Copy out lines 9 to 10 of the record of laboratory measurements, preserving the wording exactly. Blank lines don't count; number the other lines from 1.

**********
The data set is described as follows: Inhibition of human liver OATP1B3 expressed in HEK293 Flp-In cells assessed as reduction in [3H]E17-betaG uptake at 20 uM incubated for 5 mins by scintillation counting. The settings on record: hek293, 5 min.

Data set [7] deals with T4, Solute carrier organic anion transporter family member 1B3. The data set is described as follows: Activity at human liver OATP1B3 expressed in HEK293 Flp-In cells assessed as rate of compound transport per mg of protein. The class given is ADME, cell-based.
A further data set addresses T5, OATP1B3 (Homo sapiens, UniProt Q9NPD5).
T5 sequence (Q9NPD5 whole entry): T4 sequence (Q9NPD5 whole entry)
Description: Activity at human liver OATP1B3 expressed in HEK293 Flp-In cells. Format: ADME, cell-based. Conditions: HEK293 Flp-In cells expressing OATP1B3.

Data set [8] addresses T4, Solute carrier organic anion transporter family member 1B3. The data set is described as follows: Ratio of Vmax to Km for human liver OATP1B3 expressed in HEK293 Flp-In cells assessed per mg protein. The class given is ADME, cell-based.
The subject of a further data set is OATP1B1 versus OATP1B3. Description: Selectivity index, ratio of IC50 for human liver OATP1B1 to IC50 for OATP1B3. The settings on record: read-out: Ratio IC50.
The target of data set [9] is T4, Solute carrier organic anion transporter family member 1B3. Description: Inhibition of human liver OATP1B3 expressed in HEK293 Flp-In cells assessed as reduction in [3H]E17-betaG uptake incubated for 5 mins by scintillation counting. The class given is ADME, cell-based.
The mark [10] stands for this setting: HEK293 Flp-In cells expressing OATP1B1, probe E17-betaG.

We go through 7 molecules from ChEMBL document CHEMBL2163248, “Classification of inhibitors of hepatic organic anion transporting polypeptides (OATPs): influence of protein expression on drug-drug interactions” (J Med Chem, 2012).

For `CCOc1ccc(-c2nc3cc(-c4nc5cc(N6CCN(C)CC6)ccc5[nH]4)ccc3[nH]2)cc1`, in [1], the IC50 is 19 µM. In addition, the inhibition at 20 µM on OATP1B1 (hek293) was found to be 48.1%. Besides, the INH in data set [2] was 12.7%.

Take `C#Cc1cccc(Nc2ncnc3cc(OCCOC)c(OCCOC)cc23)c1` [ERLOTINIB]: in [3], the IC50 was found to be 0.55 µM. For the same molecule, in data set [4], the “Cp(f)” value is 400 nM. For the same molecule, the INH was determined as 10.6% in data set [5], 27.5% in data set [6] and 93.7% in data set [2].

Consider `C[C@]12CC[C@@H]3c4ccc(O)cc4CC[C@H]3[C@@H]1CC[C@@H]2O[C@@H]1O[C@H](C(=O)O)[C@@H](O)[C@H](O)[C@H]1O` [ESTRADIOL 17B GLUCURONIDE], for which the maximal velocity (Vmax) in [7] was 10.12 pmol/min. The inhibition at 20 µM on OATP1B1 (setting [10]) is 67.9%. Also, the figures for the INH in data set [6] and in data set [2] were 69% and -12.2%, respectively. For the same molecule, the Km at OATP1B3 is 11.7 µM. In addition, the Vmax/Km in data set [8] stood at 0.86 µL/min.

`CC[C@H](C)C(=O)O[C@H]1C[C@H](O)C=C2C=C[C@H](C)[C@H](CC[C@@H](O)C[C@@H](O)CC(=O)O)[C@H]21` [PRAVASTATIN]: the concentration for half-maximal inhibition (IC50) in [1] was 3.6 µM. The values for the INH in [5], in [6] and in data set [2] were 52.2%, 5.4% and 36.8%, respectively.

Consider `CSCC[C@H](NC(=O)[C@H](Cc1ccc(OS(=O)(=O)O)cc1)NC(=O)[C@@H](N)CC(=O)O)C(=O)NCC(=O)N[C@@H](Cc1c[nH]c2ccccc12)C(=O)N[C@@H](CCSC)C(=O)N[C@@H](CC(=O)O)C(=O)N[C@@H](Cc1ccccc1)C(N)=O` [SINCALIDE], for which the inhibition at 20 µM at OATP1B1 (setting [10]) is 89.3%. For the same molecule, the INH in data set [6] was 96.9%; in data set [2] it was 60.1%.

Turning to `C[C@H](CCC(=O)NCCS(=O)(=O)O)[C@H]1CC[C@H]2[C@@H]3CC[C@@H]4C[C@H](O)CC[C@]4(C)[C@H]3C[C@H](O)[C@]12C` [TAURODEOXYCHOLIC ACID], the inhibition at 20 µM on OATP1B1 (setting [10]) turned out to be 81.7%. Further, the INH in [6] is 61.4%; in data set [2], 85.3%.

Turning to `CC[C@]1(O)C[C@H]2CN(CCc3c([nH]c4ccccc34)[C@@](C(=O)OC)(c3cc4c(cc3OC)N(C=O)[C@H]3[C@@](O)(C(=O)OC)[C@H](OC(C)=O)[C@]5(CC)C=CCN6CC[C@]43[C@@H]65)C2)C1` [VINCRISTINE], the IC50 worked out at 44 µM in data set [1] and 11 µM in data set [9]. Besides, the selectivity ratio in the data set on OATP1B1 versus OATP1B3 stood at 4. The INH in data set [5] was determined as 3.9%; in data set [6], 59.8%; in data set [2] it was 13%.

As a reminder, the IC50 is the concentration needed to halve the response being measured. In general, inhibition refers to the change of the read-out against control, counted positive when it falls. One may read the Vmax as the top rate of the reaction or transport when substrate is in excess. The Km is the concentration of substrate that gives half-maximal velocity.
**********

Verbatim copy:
The mark [10] stands for this setting: HEK293 Flp-In cells expressing OATP1B1, probe E17-betaG.

We go through 7 molecules from ChEMBL document CHEMBL2163248, “Classification of inhibitors of hepatic organic anion transporting polypeptides (OATPs): influence of protein expression on drug-drug interactions” (J Med Chem, 2012).